Nadine Coyle has revealed she had a passport thrown at her on stage by a fan, 20 years after the iconic passport fiasco on Ireland’s Popstars.
She really won’t ever live this one down, will she?
Best known as a former member of Girls Aloud, Nadine almost joined a different group as a teenager, except there was a bit of a problem involving her passport.
In 2001, aged 16, Nadine lied about her age to appear on Irish Popstars, a reality singing show similar to The X Factor, but was caught out when she said the wrong date of birth on camera before pretending she couldn’t find her passport to prove her age.
The TV moment has gone down in pop culture history, and fans won’t let Nadine forget it, two decades on.
Nadine, who is currently backing the National Lottery’s Build Dreams Create Change campaign, told Metro.co.uk: ‘I did a show in Belfast last week, and you know the way people throw stuff on stage, I’ve been thrown an actual passport!’
‘Their actual passport! And you’re looking at it going “This is someone’s actual passport.” Not a pretend one, not one that they’ve made for the night.
‘But they thought it was a good idea, in that moment, to hand their real passport to me on stage.’
‘I just thought “You might need this.”‘
If anything, the passage of time has made Nadine’s passport drama more popular than ever thanks to the internet spawning countless memes, jokes, and even songs of the moment Nadine was caught out.
In what is now an iconic cultural moment, a teenage Nadine smiles as she tells the camera that she was born on June 15, 1985, ‘making me a Gemini’, before her face drops and she gasps ‘What date of birth did I say?!’
Thus begins an absolutely chaotic five minutes where the singer insists she said the wrong date of birth by accident and she really is 18, not 16, going as far as calling her mammy in Derry to say she can’t find her passport, before eventually admitting to judge Linda Martin that she lied about her age to get on the show.
Nadine is actually in the process of renewing her own passport at the moment, which is proving somewhat difficult.
Just this week she made the mistake of mentioning to the girls who were doing her hair and makeup and taking her photograph: ‘I need to get my picture taken with a plain background, it’s for my passport.
‘And they all started laughing!
‘I was like “No seriously!”, and both of them doing my hair and makeup got a fit of giggles!’
‘I said again “No seriously” but they started laughing again and I said “No seriously, I seriously, seriously need it!”
‘I still can’t even mention the word passport anymore without it turning into a whole thing’, she laughed. ‘But it was an experience and it’s okay, it’s just fun.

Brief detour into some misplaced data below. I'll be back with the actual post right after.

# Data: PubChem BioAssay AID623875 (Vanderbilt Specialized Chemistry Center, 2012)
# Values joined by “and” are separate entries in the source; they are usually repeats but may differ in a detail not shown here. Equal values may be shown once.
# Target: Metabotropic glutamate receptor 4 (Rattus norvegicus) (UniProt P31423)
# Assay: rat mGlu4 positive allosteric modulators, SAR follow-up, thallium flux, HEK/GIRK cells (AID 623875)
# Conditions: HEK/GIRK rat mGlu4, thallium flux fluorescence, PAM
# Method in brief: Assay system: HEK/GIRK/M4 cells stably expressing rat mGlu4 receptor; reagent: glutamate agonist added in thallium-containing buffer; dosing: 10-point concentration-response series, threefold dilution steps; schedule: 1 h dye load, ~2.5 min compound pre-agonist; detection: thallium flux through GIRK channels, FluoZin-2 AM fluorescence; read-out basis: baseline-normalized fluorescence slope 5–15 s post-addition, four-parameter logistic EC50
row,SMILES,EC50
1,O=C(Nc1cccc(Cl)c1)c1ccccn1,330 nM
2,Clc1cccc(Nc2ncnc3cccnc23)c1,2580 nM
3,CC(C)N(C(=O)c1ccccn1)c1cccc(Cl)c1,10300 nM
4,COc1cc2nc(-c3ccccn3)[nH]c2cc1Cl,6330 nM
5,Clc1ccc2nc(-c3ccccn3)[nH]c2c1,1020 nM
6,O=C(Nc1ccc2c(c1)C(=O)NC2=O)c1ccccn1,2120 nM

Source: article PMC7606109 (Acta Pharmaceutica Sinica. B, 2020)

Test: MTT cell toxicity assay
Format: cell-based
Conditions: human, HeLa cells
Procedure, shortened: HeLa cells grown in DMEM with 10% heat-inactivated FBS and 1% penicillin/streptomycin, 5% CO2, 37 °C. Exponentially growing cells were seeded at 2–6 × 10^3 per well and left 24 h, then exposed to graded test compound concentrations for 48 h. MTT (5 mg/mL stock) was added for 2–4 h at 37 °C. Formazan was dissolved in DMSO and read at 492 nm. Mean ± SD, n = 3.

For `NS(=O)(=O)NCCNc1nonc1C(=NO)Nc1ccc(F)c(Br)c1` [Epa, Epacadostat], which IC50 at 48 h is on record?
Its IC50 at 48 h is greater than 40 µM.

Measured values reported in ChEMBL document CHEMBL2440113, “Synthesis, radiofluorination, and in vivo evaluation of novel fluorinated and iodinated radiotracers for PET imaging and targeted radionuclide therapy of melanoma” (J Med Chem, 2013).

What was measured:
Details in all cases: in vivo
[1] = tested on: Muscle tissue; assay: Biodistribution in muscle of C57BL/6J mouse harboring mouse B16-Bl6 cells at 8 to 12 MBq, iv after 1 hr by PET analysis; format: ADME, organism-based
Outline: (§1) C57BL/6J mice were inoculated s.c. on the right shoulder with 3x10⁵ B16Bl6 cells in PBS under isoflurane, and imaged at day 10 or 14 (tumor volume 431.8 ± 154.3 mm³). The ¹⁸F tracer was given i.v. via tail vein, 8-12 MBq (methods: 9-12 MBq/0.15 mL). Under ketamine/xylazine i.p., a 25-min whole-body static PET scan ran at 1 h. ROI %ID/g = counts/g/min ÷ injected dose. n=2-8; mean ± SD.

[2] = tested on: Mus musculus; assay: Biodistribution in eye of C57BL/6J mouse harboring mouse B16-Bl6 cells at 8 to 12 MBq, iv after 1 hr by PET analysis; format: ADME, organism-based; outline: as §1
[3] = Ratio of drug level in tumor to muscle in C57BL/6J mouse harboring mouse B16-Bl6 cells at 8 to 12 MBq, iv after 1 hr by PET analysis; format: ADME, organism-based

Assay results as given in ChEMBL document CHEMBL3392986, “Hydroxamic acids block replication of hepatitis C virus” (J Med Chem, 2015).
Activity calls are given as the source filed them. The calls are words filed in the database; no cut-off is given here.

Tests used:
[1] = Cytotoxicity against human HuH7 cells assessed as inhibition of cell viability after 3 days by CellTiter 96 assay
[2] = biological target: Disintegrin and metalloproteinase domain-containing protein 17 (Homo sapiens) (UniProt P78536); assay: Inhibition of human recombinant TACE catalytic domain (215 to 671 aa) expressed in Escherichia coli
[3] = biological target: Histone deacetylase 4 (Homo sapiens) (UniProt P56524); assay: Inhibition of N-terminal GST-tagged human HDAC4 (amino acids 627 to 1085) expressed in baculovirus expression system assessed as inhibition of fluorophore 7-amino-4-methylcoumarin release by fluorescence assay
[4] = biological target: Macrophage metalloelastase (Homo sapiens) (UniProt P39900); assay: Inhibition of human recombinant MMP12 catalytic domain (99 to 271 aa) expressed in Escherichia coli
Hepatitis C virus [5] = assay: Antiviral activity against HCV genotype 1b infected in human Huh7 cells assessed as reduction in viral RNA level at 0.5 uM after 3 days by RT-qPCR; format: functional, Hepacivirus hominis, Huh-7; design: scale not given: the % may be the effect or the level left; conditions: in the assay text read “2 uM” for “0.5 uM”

‘I wouldn’t do anything differently. What was I, 16? I’m glad that was the only thing they had on camera! All of the other stuff I’d get up to at that time, then I might be embarrassed, but that’s fine.
‘It all worked out in the end.’
Nadine had landed a role in Irish band Six, but was forced to leave the group and the show and return to Derry.
This would have been particularly hard when, shortly thereafter, Six brought out the smash-hit There’s A Whole Lot of Loving, Ireland’s best-selling song of 2002.
But what would have happened if Nadine had stayed in the show and continued her career with Six?
‘Well we probably wouldn’t be talking right now!’, she laughed. ‘I feel like that was a very short-lived situation for the rest of the guys.
‘It’s been 20 years this year since that whole experience. It is mad!’
Twenty years after the passport fiasco, and with a phenomenal career behind her, Nadine is now giving back to the community by teaming up with The National Lottery for their new campaign.
This week, Nadine unveiled an art installation in Antrim Castle Gardens: the word Dreams, made up of 636 National Lottery balls to represent the 636,000 projects funded by the campaign over 27 years.
The National Lottery and those who take part raise over £30 million every week for good causes, which in Northern Ireland include funding sports, transport, performance, and LGBT+ charities.
Nadine said it is ‘so, so wonderful’ and she feels ‘really privileged’ to be a part of the campaign, adding: ‘You can see the difference this funding can make in communities, especially in smaller towns.’
The star is encouraging people to think about what changes they would like to see in their own villages, towns and cities.
‘You can build a community and make a huge difference and change people’s lives,’ Nadine said, ‘not just in the big picture way but the small things people can do day to day.’
To find out more about the National Lottery campaign, visit the website.
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